As dawn passes the watching eye
Pale moon lies deep in winter shroud
Peering through the winter cloud

Voice in wind heard soft and clear
In frozen quarter of this year
Softly tread the water deep
And of this beauty wish to keep

Trees reach high to sky above
Upon the limbs there perch the dove
Fly off, let wind then catch the wing
Such peace here cause the soul to sing.

I grinned as Glenn stopped, saw that Steven had calmed down somewhat. I took over the remainder of the song, looking around the scenery.

Hear therein song of the wind
Therein the soul sings out again
Heavenly music touch the ear
In frozen quarter of this year

Within the borders of this land
Earth softly tended by nature’s hand
Here softly tread the water deep
And of this beauty wish to keep

Herein wind whispers in the trees
Graceful flowing between the leaves
Then move softly down the stream
And bring herein the true serene...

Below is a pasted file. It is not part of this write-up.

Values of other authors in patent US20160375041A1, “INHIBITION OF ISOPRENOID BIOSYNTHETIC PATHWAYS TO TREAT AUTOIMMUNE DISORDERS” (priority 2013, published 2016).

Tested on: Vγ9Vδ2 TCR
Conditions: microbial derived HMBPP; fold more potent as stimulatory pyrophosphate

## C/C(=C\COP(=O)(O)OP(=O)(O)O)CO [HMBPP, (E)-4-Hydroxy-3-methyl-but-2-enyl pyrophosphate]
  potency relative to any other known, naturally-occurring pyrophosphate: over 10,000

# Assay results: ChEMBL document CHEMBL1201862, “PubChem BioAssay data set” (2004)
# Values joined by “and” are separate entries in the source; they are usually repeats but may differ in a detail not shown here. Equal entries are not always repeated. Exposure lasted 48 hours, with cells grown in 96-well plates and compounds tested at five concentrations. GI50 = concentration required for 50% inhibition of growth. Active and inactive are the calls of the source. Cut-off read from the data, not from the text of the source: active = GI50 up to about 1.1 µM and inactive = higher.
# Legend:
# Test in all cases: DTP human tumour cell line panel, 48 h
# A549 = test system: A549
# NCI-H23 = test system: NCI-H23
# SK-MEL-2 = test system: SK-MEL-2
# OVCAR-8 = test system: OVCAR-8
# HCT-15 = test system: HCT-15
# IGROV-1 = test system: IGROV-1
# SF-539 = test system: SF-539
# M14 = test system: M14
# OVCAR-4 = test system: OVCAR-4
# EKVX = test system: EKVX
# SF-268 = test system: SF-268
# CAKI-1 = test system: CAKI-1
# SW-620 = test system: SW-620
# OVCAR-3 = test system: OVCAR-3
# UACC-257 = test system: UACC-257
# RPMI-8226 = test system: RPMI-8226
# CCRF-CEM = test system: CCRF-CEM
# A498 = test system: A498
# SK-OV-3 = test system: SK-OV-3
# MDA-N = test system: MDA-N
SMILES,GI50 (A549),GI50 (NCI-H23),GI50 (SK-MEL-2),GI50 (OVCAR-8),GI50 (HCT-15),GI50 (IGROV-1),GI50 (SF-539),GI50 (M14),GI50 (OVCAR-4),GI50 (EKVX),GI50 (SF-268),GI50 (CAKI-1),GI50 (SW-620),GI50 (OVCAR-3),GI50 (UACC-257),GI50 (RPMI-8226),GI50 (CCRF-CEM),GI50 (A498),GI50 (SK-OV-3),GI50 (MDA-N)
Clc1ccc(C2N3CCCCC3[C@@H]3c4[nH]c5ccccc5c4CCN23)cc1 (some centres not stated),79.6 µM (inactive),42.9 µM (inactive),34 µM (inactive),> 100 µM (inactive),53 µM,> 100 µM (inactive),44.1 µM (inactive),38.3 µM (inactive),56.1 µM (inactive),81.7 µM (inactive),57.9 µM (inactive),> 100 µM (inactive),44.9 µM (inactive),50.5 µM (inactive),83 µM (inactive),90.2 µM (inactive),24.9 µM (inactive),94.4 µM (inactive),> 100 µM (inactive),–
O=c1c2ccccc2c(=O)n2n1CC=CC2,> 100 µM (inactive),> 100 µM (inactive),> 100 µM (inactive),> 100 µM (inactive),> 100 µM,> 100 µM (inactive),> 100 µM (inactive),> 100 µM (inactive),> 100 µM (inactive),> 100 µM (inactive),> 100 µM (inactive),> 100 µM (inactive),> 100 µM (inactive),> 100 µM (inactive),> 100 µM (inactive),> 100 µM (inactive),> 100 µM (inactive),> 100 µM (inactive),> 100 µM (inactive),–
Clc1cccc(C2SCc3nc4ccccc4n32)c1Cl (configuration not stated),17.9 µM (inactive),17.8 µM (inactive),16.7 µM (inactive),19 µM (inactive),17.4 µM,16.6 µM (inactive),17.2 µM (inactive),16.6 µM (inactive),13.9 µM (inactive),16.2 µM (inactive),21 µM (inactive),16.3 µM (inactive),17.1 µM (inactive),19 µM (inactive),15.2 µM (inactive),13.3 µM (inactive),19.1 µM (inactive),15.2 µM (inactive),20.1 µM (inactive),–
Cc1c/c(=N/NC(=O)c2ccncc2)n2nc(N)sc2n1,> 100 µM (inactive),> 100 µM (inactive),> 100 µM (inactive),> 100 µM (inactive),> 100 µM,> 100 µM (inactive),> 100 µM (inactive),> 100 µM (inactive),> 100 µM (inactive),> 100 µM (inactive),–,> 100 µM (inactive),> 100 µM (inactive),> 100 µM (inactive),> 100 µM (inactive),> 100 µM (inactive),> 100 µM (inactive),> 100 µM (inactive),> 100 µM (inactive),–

Hear therein...song of the wind...

An echo flowed throughout the forest as the song reached its end. Steven was smiling now, looking around. Glenn let him down.

“I never knew you could sing, Janus.” Glenn said.

“Elven trait. We learn song before letters.” I replied. I jumped onto a fallen log that lay across a small stream, walked across it. Randall and Steven followed my lead.

Glenn jumped across the stream.

“Show-off.” I muttered.

“I don’t show off. I’m just good.” He said.

“Whatever. So, where does he live in here anyway?”

Glenn looked around him, found a side path. “This way.” He walked along it, and soon we saw a small house in between two large fruit trees. I walked up to the door and knocked on it.

A man, with long white hair and beard, clad in silver robes, answered it. “Yes?” He asked, rather strangely.

“I hear you are a priest of Natunari.” I said.

“Who’s asking?”

“I am the Highpriest, Janus Bloodbane, son of Leoric.”